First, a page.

Ole Gunnar Solskjaer: Exciting times ahead for Man Utd
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By James Cooper, Sky Sports News reporter
Last Updated: 09/07/20 9:20pm
Manchester United can extend their unbeaten run to 17 games if they avoid defeat against Aston Villa on Thursday night.
You would not bet against United adding to their streak. They are unbeaten in 20 away games at Villa since losing 3-1 there on the opening day of the 1995-96 season.
It is the longest unbeaten away run by one team against another in top-flight history.
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The current run proves United are trending in the right direction, but try getting manager Ole Gunnar Solskjaer to admit that.
"You can't talk about success when, first of all, it's only 16 games unbeaten. We had the tough spell in January, we're fifth in the league so you can't talk success," Solskjaer told Sky Sports.
"Yes we're in the semi-finals of the FA Cup and hopefully we'll proceed through the quarter-finals in the Europa League, so it's exciting times, but it's nowhere near being success yet."
Solskjaer speaks passionately but there is a steel to him too. It is no surprise his players emerged from lockdown fitter, stronger and faster. He had made it clear what he wanted from them in the weeks he could not keep an eye on them at Carrington.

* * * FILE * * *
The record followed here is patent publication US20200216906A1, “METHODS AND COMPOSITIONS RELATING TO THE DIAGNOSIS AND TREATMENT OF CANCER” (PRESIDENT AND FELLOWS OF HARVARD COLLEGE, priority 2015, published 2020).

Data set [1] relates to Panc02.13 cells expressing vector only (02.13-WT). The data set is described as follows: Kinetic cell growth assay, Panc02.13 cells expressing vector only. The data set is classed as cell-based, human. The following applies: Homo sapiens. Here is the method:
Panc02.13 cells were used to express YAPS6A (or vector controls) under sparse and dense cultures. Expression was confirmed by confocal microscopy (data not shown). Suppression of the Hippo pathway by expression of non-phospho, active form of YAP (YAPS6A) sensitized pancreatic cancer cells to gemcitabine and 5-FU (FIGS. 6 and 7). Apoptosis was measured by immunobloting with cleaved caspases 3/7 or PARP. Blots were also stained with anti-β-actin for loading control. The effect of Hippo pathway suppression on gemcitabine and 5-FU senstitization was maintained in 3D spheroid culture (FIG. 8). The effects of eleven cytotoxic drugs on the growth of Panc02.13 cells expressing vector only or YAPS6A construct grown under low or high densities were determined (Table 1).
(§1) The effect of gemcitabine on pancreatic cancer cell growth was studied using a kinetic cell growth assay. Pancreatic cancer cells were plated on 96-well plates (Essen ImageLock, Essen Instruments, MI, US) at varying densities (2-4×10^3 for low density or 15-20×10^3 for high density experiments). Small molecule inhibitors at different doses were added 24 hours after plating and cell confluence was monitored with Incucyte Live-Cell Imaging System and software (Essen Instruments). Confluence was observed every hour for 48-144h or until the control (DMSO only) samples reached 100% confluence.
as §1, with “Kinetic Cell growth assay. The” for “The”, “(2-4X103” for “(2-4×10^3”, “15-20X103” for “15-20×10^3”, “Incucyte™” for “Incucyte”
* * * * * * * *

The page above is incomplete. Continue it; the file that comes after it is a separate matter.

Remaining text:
"You're at the biggest club in the world, you do have a responsibility, you do have a privilege of keeping fit and if you don't have the discipline over two or three months to look after yourself, that's when I open the door and say 'find yourself somewhere else'."
Trust is a key word for most managers and Solskjaer is no different, he enjoyed the tightest of bonds with his United teammates in the '90s and has worked hard to develop a better culture behind the scenes at Old Trafford.
There have been big-name departures and the introduction of new faces, but the feeling right now is this is a more welcoming environment. The competition is fierce but so too is the belief that everyone is in it together.
"It's nice to see them going into games trusting themselves, trusting their team-mates, trusting what we should be doing in the game and the messages we've been giving to them.
"The focus has been fantastic, it's been great. The demands are here now, the players demand off each other in training, it's not like we go into training just to have a jolly about. We do have some tackles flying in and a competition for places."
Last week Nemanja Matic spoke to me about regaining Solskjaer's trust and enjoying being one of his soldiers again. The Serb is a prime example of the new spirit sweeping through Manchester United, when he feared earlier in the season he was heading for the exit door. Now he has got a new three-year deal and his manager has a long-term plan for a midfielder he believes is getting better and better.
"Nemanja is a very, very professional player with some great experience which he'll pass on to the youngsters. He's not played as much as he'd like to this season but there's not been any moment you'd think he wouldn't do his best.
"He came to training, worked really hard and he's shown everyone that when you're in this squad you'll have a part to play.